You see, the only real safeguard we have against this new wave of creeping, technology-driven totalitarianism is to expose the abuses, and create tidal waves of public outrage. The surveillance community instinctively understands how powerful and deeply ingrained our distrust of government “security” runs, even in red states. Justice Scalia, certainly no liberal, penned the 2012 Supreme Court opinion in United States v. Jones, which found the warrantless use of GPS auto tracking devices violated the Fourth Amendment.
In spite of this Supreme Court ruling, the Department of Homeland Security went right ahead with a national license-plate tracking proposal that was even more sweeping in scope. It was only after the public uproar following media reports about the plan that DHS was forced to beat a hasty and undignified retreat. They didn’t even feign a pretense of national security; they just said, in effect, “Oops – our bad.”
So it is clear that only “We the People” have the power to rein in overzealous intrusions upon our constitutionally guaranteed rights. Every time we pull back the curtain on the government voyeurs, they are forced to back down—and quickly.
This American revulsion against the government’s heavy hand is not a new fad created by Edward Snowden’s stolen NSA documents. Way back in 1990, while I was managing a gubernatorial race in Kentucky, fear of violent crime was the leading campaign issue. Our worst nightmare was to be painted as “soft on crime,” so in our research, we asked groups of voters if they would support installing video recorders in state police cars. We thought this would be a very popular way to get tough on drunk drivers.
On the night of May 14, 1988 a drunken sot drove his pickup truck down the wrong side of Kentucky’s Interstate 71 and crashed head-on into a school bus carrying 63 children home from a church outing. The bus burst into flames and 24 children burned to death. Three adult chaperones were also killed, and the 12 kids who lived suffered terrible burns. To this day that tragic crash remains the most horrible drunk driving tragedy in our nation’s history. The public was outraged, and we believed we had a winning issue.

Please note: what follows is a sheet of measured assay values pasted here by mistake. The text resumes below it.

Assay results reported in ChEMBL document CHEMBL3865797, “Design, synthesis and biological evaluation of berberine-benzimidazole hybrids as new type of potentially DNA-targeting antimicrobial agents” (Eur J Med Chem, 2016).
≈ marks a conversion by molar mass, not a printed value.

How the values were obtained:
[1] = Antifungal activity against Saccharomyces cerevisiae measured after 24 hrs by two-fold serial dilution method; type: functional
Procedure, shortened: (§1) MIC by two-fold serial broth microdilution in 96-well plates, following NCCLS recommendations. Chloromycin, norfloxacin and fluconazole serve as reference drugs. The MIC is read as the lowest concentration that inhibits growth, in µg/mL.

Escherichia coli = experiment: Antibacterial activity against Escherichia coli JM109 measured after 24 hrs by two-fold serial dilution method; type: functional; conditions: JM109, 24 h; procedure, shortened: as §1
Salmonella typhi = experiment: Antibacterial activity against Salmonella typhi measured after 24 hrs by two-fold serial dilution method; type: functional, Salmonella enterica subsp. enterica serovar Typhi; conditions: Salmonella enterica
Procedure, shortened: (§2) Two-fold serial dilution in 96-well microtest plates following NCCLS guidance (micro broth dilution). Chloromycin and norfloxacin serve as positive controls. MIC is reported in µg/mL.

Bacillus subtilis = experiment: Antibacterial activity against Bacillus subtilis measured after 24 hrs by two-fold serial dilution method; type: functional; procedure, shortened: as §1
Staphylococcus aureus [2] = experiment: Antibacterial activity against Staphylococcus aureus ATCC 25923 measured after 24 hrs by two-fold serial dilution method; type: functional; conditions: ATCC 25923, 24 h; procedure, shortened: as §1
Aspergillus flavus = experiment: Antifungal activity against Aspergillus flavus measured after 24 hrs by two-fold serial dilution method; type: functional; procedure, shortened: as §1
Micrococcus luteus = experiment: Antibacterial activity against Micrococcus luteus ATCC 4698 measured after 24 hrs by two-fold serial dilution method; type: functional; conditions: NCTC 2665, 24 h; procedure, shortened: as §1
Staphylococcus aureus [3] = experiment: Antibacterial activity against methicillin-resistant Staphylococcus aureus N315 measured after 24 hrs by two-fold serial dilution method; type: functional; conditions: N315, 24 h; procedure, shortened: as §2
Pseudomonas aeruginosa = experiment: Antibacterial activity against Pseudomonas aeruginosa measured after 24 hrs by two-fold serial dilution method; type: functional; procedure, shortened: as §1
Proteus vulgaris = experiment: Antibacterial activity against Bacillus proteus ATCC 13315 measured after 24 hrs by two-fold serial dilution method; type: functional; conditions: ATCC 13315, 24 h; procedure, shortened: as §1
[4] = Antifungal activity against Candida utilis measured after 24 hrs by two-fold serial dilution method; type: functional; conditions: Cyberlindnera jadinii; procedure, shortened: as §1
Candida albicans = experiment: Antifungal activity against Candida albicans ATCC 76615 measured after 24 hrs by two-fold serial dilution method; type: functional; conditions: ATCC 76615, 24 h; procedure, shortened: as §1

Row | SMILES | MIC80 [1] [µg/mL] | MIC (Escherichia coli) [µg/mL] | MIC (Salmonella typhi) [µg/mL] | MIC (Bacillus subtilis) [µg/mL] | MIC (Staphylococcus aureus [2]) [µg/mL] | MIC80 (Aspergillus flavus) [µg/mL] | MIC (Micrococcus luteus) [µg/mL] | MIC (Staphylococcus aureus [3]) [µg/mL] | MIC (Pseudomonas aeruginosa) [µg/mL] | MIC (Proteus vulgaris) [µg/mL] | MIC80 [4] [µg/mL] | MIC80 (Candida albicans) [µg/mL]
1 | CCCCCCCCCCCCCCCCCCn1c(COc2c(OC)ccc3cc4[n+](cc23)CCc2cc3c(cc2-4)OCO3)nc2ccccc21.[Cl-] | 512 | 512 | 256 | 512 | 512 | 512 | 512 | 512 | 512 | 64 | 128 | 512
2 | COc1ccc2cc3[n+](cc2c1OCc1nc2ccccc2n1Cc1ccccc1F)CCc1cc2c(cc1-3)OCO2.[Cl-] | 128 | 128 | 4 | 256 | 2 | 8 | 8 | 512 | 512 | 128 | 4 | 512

And so we did—just not in the way we’d thought. Every focus group—men, women, black, white, Appalachian coal miners and Louisville bankers—all said the same thing:
“Yeah, then the cops can’t beat people up!”
This was before Rodney King, mind you. We were shocked at the time, but I’ve never forgotten the lesson.
Most Americans live in the real world. Most Americans know that any interaction with cops is to be avoided as much as possible, because such interactions can potentially be extremely dangerous – not to the cops, but to them. Most Americans understand that to attempt to assert constitutional rights to a policeman is tantamount to asking for a beating, a night in jail, or worse.
Cops, in their storm-trooper armor, their black mirror-shades, their trained authoritarian manner, always pretend they are shocked, shocked to discover that the public doesn’t much like them and, in fact, fears them.
In truth, however, they are pleased. Because they regard fear as just an extension of their own armor. If you are afraid of cops, you won’t threaten their authority because your own fear will counsel you against it.
They love the “sage advice” of those who tell you never to confront a cop, but wait until your day in court. They know they generally win their days in court, one way or another.
So you have to fight their technology with your own. Make sure the camera and video recorder on your cell phone is automatically transferring whatever you take to the Cloud as you do it, so they can’t simply crush your gadget and make the evidence disappear. All my phones are set up to do that. And if a cop tells you it’s against the law to film him, tell him that it is not, and that your recording is already in the Cloud where he can’t reach it.
They hate being opposed with actual evidence. So make sure you are able to do exactly that.
The cops are not your friends. Some may be decent people off duty, but once the armor and the opaque sunglasses – and the clubs and the stunners and the guns – go on, they are The Law, which they interpret as being judge, jury, and, if necessary, executioner.
Never forget it.